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J Parkinsons Dis. 2018;8(2):267-271. doi: 10.3233/JPD-171150.

Impact of Subthalamic Deep Brain Stimulation Frequency on Upper Limb Motor Function in Parkinson's Disease.

Author information

1
Sobell Department of Motor Neuroscience, UCL Institute of Neurology, National Hospital for Neurology and Neurosurgery, London, UK.
2
Department of Neurology, Innsbruck Medical University, Innsbruck, Austria.
3
Department of Neurology, University Medical Centre Ljubljana, Slovenia.
4
Department of Neurology, University Hospitals of Geneva, Switzerland.

Abstract

BACKGROUND:

Whilst changes in the frequency of subthalamic deep brain stimulation (STN-DBS) have been proposed to improve control of tremor or axial motor features in Parkinson's disease (PD), little is known about the effects of frequency changes on upper limb motor function, particularly bradykinesia.

OBJECTIVE:

To investigate the acute effects of various STN-DBS frequencies (40-160 Hz, 40 Hz intervals) on upper limb motor function.

METHODS:

We carried out a randomised, double-blind study on 20 PD patients with chronic STN-DBS using the Simple and Assembly components of the Purdue Pegboard (PP) test and a modified upper limb version of the UPDRS-III (UL-UPDRS-III).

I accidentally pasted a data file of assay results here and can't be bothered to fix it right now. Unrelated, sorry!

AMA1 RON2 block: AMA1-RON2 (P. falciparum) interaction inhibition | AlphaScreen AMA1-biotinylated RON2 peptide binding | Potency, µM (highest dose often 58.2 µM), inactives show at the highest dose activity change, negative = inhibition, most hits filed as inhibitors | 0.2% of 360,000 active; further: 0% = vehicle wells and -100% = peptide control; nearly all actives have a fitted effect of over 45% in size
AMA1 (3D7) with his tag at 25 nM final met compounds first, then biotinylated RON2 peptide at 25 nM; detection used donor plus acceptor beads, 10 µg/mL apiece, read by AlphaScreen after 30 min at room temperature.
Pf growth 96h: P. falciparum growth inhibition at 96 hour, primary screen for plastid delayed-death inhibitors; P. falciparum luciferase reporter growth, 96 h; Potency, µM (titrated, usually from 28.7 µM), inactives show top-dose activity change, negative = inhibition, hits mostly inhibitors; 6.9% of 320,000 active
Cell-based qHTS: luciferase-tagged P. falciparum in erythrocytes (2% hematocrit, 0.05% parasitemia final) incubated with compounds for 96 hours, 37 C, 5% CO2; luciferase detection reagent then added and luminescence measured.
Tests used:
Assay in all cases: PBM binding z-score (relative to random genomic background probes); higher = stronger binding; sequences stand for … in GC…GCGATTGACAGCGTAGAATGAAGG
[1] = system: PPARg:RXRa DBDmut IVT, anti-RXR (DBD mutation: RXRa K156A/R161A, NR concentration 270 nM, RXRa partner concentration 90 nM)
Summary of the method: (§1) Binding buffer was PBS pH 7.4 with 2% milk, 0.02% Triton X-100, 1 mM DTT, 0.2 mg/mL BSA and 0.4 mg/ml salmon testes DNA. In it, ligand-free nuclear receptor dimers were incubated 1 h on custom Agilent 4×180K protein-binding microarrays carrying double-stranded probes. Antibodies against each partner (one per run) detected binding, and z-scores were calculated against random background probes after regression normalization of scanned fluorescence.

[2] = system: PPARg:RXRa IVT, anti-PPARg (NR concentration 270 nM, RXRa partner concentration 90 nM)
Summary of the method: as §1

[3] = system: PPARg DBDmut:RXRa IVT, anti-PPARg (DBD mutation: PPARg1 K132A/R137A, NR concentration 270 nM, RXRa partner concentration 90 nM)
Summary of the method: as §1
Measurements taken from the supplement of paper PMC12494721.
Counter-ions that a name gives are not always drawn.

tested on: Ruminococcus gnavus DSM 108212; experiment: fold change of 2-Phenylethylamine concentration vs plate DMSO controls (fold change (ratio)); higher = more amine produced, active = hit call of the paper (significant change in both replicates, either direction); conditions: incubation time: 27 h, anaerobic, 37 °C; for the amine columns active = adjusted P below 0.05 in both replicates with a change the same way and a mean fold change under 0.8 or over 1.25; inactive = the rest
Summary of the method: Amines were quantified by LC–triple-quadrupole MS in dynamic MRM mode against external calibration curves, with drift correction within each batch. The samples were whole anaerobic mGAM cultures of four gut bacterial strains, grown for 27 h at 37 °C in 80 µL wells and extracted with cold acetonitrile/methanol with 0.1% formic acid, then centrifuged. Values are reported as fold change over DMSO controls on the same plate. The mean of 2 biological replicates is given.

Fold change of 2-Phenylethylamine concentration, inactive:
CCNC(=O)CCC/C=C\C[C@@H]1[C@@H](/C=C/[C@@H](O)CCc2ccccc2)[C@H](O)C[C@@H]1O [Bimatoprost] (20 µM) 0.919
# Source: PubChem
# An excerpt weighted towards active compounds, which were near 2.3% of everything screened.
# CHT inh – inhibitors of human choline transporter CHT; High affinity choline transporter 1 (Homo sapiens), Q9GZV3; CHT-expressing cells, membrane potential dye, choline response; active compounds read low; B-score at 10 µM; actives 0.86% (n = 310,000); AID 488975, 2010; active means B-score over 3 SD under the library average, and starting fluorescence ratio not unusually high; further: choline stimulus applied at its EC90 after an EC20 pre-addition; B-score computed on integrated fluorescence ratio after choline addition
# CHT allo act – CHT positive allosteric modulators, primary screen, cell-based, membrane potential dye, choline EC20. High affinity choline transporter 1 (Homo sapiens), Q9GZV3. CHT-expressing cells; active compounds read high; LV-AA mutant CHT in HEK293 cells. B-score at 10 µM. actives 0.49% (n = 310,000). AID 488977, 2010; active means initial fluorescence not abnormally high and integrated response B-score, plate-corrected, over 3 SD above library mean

RESULTS:

There was no significant effect of frequency on bradykinesia on the Simple PP task or the UL-UPDRS-III. There was an effect of frequency on the Assembly PP score when comparing all frequencies (p = 0.019) and between 80 Hz and 130 Hz (p = 0.007), with lower frequencies yielding a better performance. Rigidity and Tremor scores were significantly reduced with higher (>80 Hz) compared to lower (40 Hz) frequencies.

CONCLUSIONS:

Our findings suggest that a wide range of frequencies are efficacious in improving acute upper-limb motor function. Reducing the frequency of stimulation down to 80 Hz is safe and has a similar clinical effect to higher frequencies. Therefore, a wider range of frequencies are available when it comes adjusting patients' acute settings without the risk of worsening bradykinesia.

KEYWORDS:

Bradykinesia; Parkinson’s disease; deep brain stimulation; rigidity; subthalamic nucleus; tremor

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